Preferred inert organic solvents for at least one of the reactants and for the resulting polyamic acid operable in this process are N,N-dimethylacetamide and N,N-dimethyl-formamide which are easily removed from the polyamic acid by evaporation. Other useful solvents include N,N- diethylformamide, N,N-diethylacetamide, N,N-dimethylmethoxyacetamide, N-methylcaprolactam, N-methylformamide, dimethylsulfoxide, N-methyl-Z-pyrrolidone, tetramethylene urea, pyridine, dimethylsulfone, hexamethylphosphoramide tetramethylene sulfone, rbutyrolactone, N- acetyl-2-pyrrolidone, ketones such as methyl ethyl ketone, and nitro alkanes such as nitroethane, nitropropane, etc.

Solvent quantity should be at least 60% of the weight of the total polyamic acid solution for best results. For ease in dispersing carbon particles and in coating substrates, the solvent proportion is usually increased until the polyamic acid solution is about to 20 by weight solids.

Inherent viscosities of the polyamic acids produced after the first stage of the above reaction can be about 0.1 to 5.0' as measured at 30 C. in a 0.5% by weight solution of the polyamic acid in N,N-dimethylacetamide. The best combination of strength and ease of preparation is obtained with polyamic acid inherent viscosities of 0.8 to 1.2 measured by this procedure. Inherent viscosities can be varied by varying the mole proportions of the reactants; higher viscosities are produced with equal molar amounts while the use of either reactant in large excess limits the extent of polymerization and results in a corresponding decrease in inherent viscosity. Reaction time and temperature can be varied and chain terminating agents such as phthalic anhydride can also be used to control inherent viscosity of these polyamic acids.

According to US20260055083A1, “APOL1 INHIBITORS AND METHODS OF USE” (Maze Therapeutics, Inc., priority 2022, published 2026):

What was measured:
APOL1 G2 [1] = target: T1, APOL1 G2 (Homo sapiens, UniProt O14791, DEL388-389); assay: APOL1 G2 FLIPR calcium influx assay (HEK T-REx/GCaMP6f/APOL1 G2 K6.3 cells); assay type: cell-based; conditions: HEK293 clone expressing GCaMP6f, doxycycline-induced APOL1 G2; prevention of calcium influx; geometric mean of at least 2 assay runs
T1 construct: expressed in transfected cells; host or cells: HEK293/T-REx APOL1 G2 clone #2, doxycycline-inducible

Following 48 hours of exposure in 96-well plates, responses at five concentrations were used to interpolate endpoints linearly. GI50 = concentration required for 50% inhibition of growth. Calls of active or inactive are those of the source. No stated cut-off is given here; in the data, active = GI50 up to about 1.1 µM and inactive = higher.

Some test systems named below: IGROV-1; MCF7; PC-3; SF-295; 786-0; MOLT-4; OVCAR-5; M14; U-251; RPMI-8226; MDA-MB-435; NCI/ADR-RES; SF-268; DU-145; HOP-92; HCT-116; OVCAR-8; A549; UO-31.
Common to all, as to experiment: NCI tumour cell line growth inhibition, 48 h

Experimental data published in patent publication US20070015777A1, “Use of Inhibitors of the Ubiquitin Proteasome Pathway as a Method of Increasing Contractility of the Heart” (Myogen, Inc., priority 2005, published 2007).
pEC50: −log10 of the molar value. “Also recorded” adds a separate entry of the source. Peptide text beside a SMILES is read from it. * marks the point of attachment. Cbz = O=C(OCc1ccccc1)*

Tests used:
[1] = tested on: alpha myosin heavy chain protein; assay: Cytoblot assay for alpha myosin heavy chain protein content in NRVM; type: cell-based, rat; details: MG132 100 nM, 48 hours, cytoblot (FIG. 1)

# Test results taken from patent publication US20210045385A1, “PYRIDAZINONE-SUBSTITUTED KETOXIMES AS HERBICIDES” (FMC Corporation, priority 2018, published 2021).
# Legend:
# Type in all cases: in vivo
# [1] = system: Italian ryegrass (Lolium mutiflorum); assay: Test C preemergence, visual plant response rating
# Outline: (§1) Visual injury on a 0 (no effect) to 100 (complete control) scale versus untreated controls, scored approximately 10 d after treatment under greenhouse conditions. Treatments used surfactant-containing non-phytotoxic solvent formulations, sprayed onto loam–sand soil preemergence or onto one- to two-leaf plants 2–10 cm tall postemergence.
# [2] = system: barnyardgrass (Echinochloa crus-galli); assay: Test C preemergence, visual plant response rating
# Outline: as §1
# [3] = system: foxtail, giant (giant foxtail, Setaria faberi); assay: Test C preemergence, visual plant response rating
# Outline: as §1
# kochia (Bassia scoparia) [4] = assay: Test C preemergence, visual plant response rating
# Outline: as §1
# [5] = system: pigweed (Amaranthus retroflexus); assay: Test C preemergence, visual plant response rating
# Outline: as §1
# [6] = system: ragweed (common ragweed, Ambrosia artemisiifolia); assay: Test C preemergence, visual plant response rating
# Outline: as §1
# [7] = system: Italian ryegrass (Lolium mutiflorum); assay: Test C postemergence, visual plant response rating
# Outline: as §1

The second stage of the above reaction (conversion of the polyamic acid solution to a cured polyimide) requires heating to above about 150 C. (302 F.) to convert the polyamic acid to the polyimide. Heating is usually required for anywhere from a few minutes to several hours depending on the temperature and the diamine and dianhydride used. A preferred curing cycle involves a multizone oven in which the first zone is maintained at about 150 F. to 200 F. to drive off part of the solvent, the second zone is held at over 300 F. to drive Off up to about of the solvent, and the third zone is held at about 575 F. to 900 F. in which curing to the polyimide is accomplished. Dwell times in the first and second zones depend on the solvent used in the polyamic acid solutions; dwell time in the third zone is usually about 15 seconds to 30 minutes depending on temperature and reactivity of components.

Curing of the polyamic acid to polyimide can also be accomplished by adding a dehydrating agent such as acetic anhyd-ride, propionic anhydride, butyric anhydride, etc.; by treatment with a carbodiimide such as dicyclohexylcarbodiimide which functions as a dehydrating and cyclyzing agent; or by a combination of these methods. Polyimides having best heat stability result when curing is accomplished by the multi-zone heating procedure de' scribed above.